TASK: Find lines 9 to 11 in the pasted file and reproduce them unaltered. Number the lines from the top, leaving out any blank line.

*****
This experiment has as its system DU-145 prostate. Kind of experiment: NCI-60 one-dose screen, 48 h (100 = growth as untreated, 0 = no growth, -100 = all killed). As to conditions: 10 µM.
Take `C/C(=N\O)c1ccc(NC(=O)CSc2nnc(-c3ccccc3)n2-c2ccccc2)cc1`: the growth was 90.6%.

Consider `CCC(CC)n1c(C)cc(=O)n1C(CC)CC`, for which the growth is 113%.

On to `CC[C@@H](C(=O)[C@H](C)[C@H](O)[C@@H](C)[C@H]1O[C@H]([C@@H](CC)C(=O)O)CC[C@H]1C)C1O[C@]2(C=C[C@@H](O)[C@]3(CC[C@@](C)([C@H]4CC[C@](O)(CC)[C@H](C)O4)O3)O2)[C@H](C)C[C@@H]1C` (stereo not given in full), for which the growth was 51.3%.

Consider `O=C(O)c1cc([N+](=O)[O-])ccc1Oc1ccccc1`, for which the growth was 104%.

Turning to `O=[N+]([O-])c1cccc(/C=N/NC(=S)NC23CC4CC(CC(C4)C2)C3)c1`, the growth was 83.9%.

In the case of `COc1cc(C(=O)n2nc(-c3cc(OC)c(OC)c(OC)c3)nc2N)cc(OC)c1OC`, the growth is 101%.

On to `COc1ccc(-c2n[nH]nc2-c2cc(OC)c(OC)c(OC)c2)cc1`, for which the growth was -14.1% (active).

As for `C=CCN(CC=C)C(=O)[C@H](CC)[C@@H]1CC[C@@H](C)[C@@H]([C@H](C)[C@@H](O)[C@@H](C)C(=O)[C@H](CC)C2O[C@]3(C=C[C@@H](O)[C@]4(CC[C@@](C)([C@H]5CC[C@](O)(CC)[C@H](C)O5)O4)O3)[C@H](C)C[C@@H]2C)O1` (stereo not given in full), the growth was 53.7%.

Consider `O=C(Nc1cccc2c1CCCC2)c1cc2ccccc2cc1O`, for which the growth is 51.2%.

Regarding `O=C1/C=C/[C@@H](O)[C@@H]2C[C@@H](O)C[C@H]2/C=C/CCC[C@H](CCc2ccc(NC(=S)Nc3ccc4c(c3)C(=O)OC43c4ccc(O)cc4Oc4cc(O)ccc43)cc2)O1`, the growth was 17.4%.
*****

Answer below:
As for `C=CCN(CC=C)C(=O)[C@H](CC)[C@@H]1CC[C@@H](C)[C@@H]([C@H](C)[C@@H](O)[C@@H](C)C(=O)[C@H](CC)C2O[C@]3(C=C[C@@H](O)[C@]4(CC[C@@](C)([C@H]5CC[C@](O)(CC)[C@H](C)O5)O4)O3)[C@H](C)C[C@@H]2C)O1` (stereo not given in full), the growth was 53.7%.

Consider `O=C(Nc1cccc2c1CCCC2)c1cc2ccccc2cc1O`, for which the growth is 51.2%.

Regarding `O=C1/C=C/[C@@H](O)[C@@H]2C[C@@H](O)C[C@H]2/C=C/CCC[C@H](CCc2ccc(NC(=S)Nc3ccc4c(c3)C(=O)OC43c4ccc(O)cc4Oc4cc(O)ccc43)cc2)O1`, the growth was 17.4%.